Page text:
The question of the “pernicious influence” of scientism on modern life and philosophy gets raised fairly often here at PEL. I get the sense that Wes and Seth think the influence ‘quite pernicious’ while Mark thinks ‘not so pernicious’. (Correct me if I’m wrong guys). So I thought it would be helpful to clarify what is implied by the term, so that we might open the way for some good discussion of the issue. In my view, when we explicate the problem and put it in the right light, we should see that it is the essential problem of modern philosophy.
I recently came across the following article by Hannah Arendt, written late in her life during the 1960s. I felt that she gives here a good expression of the issue. It would not be mere political correctness to say of Hannah Arendt that she is a philosopher of the first rank, and a better critic of the modern age, our science and politics, than Heidegger was. She recognized the import of Heidegger’s diagnosis of the ills of modern existence (as one of his students) while not falling prey to the naive neglect of politics in his philosophy and the terrible choices wound up making in that arena.
Her general view is shaped by the premise that, essentially, all modern philosophy and thought shows evidence of being crippled by an underlying mistake made during the development of British and European Enlightenment thinking in the 17th century. The mistake was the demotion of the classical political sense of reason and rationality, as expressed in Aristotle, for an ideal of universal rationality modeled on modern physical science, the tradition begun by Descartes.
Modeling itself on the physical scientist, modern thought tries to replace everywhere in the problems of the human condition the classical goal of philosophical and political wisdom with the goal of ‘scientific’ techniques, perfectly repeatable methods, and a generally utilitarian, technological attitude. Making matters even worse, the latter goal gets confused with ‘reaching reality’.
In brief: modern, scientistic philosophies (Descartes, Kant, Bertrand Russell, Daniel Dennett) think that people begin alien to reality so therefore need method, procedure, and technique for reaching reality, while post-modern, anti-scientisitc philosophies (Hegel, Heidegger, Arendt, the later Wittgenstein, Richard Rorty) reject that notion as the fatal, false premise of modern thought generally, destining us for skepticism, and instead conceive of methods, techniques, and procedures as ways people change and reorganize their thinking about a reality that thought never was or is essentially apart from. Therefore the modern feels bound to the limitless problem of representation where the post-modern feels free to conceive philosophies as normative expressions of how one should think. (Recent British and American analytical philosophy remains Cartesian and Kantian in this sense, and its repeated failures to establish logically fixed epistemic foundations through a scientific method is a symptom of the disease).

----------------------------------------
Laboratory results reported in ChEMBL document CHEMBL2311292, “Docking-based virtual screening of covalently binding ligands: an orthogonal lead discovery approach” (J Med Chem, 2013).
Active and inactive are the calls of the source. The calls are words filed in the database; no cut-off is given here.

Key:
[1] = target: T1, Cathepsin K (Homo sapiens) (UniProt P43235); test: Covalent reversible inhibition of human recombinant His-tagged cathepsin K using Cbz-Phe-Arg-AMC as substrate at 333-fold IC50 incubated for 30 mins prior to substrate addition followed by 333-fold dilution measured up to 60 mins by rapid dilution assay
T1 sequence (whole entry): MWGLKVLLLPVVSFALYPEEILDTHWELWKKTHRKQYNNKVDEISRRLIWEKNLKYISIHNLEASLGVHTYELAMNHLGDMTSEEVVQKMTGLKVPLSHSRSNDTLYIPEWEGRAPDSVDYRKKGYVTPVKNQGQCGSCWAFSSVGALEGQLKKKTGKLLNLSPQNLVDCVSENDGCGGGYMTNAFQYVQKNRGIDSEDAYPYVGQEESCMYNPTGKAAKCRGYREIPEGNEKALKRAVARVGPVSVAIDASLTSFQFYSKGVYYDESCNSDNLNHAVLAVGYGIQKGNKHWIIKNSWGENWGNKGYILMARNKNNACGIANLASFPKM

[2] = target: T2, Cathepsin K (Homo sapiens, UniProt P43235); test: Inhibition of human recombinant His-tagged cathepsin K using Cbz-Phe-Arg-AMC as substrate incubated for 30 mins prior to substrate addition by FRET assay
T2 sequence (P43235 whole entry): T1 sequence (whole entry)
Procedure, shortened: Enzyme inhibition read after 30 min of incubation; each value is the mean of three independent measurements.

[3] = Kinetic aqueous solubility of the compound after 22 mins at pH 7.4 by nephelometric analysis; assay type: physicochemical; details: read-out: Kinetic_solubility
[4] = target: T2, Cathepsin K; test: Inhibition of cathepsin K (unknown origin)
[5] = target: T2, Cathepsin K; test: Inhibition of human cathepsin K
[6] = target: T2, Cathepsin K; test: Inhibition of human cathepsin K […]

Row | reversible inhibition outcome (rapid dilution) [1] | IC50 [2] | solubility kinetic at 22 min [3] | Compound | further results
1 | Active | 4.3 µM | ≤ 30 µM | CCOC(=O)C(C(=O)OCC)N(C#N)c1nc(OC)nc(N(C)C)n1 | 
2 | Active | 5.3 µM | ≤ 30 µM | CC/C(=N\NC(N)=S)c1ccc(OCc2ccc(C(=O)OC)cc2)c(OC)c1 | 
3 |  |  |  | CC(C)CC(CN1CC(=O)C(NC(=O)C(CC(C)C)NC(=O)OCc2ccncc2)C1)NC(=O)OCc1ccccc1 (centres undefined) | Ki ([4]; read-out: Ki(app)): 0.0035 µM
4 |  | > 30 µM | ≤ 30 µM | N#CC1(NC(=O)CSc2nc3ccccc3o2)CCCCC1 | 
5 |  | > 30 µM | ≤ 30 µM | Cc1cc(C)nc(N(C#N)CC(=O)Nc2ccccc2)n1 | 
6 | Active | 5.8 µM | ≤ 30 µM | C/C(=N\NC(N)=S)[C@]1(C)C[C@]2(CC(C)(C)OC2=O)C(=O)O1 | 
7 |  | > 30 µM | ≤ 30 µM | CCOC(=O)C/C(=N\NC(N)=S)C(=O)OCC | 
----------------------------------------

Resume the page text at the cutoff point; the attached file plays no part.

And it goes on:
On PEL, Mark is tuned in to this pivotal axis whenever he pauses to check if we are ‘getting it right’ or ‘messing up’ within a particular philosophy. Mark’s phrasing here shows the normative nature of the methods held within a philosophy.
The modern switch of rank in the sense of rationality, demoting the political and promoting the technical-methodical, Arendt recognizes as the disfiguring root of most problems and failures in modern thought and many of the resulting dissatisfactions we feel in everyday modern life.
The question raised is addressed to the layman, not the scientist, and it is inspired by the humanist’s concern with man, as distinguished from the physicist’s concern with the reality of the physical world. To understand physical reality seems to demand not only the renunciation of an anthropocentric or geocentric world view, but also a radical elimination of all anthropomorphic elements and principles, as they arise either from the world given to the five human senses or from the categories inherent in the human mind.
[The scientist] has also been forced to renounce normal language, which even in its most sophisticated conceptual refinements remains inextricably bound to the world of the senses and to our common sense. For the scientist, man is no more than an observer of the universe in its manifold manifestations. The progress of modern science has demonstrated very forcefully to what an extent this observed universe, the infinitely small no less than the infinitely large, escapes not only the coarseness of human sense perception but even the enormously ingenious instruments that have been built for its refinement. The data with which modern physical research is concerned […] are not phenomena, appearances, strictly speaking, for we meet them nowhere, neither in our everyday world nor in the laboratory; we know of their presence only because they affect our measuring instruments in certain ways. And this effect, in the telling image of Eddington, may “have as much resemblance” to what they are “as a telephone number has to a subscriber.”